It’s long been known that two environmental factors are playing a key role when someone ingests the “psychedelic” substances (LSD, psilocybin, ketamine, MDMA and the rest.) The two are set and setting — terms coined by Timothy Leary himself.
Set refers to the mental and emotional state of the individual who has consumed the drug. A user who is already anxious, depressed, disturbed, or otherwise distressed is more likely to find the experience unpleasant or even frightening.
The setting is the environment in which the drug is taken, particularly the influence of other people who may be present and possibly sharing the experience. Both play an important part. An ideal candidate for hallucinogens would be relaxed, confident, open to the experience. An ideal atmosphere in which to try hallucinogens would be safe, comfortable, welcoming. This increases the opportunity for a rewarding session.
From a therapy perspective, a user who suffers from depression, anxiety, grief, extreme stress, etc. , would be wise to use hallucinogens only under proper supervision and in a controlled environment.
My guess is that most young people who drop acid or eat magic mushrooms aren’t paying attention to such niceties. That would account for frequent reports of bad experiences of the sort that aren’t likely to happen in a research study. But then, life is an uncontrolled experiment, isn’t it?
On that theme, my attention was grabbed by new research from Canada’s McGill University that suggests that for many users, the set and the setting are responsible for the greater part of the drug’s impact — more than the substance itself. Their research was based on experiments involving placebo.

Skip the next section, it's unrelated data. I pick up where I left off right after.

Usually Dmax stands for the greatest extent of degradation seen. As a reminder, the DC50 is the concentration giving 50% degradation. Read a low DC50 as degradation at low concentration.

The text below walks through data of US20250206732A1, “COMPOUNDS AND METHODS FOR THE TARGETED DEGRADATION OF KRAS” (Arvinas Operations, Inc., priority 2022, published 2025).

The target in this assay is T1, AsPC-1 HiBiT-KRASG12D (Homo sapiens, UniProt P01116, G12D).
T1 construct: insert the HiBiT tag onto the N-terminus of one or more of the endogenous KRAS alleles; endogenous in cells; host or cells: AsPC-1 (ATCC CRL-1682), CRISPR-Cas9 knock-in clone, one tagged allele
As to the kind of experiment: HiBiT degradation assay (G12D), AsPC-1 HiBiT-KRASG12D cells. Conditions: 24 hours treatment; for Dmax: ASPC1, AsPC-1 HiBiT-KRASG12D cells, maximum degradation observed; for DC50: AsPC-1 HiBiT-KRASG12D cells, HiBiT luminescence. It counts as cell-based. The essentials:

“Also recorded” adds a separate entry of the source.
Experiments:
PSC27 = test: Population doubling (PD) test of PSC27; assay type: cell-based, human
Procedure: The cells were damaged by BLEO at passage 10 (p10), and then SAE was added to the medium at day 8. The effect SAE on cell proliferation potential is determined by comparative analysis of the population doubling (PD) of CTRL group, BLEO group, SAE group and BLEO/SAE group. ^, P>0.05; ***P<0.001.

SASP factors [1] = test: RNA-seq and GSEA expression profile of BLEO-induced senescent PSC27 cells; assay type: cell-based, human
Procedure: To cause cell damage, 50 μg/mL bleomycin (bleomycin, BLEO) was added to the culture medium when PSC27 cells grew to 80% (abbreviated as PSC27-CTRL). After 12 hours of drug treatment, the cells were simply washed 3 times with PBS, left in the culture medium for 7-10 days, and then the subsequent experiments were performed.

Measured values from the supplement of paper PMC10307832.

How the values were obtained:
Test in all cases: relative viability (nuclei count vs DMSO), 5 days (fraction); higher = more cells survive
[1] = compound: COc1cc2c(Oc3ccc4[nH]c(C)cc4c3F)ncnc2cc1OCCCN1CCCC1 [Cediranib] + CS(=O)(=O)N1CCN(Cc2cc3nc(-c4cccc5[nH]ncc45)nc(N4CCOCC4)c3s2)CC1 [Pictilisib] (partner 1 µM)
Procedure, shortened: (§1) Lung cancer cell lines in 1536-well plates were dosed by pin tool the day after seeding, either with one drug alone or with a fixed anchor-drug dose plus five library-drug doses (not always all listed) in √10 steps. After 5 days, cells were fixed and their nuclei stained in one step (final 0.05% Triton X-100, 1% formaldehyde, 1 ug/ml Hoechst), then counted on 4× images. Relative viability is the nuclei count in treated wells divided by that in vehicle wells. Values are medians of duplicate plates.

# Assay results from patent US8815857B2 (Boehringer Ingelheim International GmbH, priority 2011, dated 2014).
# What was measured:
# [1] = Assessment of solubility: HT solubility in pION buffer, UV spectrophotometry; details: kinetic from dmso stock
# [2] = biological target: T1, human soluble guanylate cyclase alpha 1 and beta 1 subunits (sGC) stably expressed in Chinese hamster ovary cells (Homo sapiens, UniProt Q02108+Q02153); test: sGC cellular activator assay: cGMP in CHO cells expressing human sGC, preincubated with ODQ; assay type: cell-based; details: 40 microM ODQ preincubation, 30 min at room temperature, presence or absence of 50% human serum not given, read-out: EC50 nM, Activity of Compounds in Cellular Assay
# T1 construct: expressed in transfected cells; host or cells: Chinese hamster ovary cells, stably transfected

The placebo effect and psychedelic drugs: Tripping on nothing?
You know placebo as the beneficial effect patients get simply from the expectation that a drug or medication will produce it. It’s well established that a patient who believes a medication will work is far more likely to come away convinced that it did.
The experiment: 33 persons in a controlled setting, complete with atmosphere like something from Peter Fonda’s The Trip, except the “hallucinogen” was really a placebo with no impact of its own. After four hours, six of ten participants reported effects strongly associated with hallucinogens – visual distortions, for instance, or feelings of being weighed down by gravity, or sensations that came and went in waves. Some rated those sensations as mild, others moderate, still others severe. All the effects were what you’d imagine would occur during a psychedelic ‘trip’.
I imagine some of you have experienced what I’m talking about at one point or another. Sure sounded like what I recall from way back when. Minus the researchers in white coats, of course. I wonder if they put White Rabbit on the IPod.
Admittedly, 40% reported no response. I don’t find that too difficult to believe. Some people are just more susceptible to suggestion.
One expert observed that “the current trend towards ‘micro-dosing’ (consuming tiny amounts of psychedelic drugs to improve creativity)… may have a strong placebo component…” Makes sense. How else could they benefit from such microscopic doses? Then again, homeopathy makes use of tiny doses, too, and millions of people believe that works.
Anyway, if you’re contemplating a psychedelic trip and are unsure how to proceed, you might consider just staging an elaborate charade. My college roommate reminded me that when Donovan’s Mellow Yellow album hit the airwaves, people in the dorm were smoking banana peels they’d dried on the radiators.
No chance that works, by the way. But no doubt they convinced themselves it did.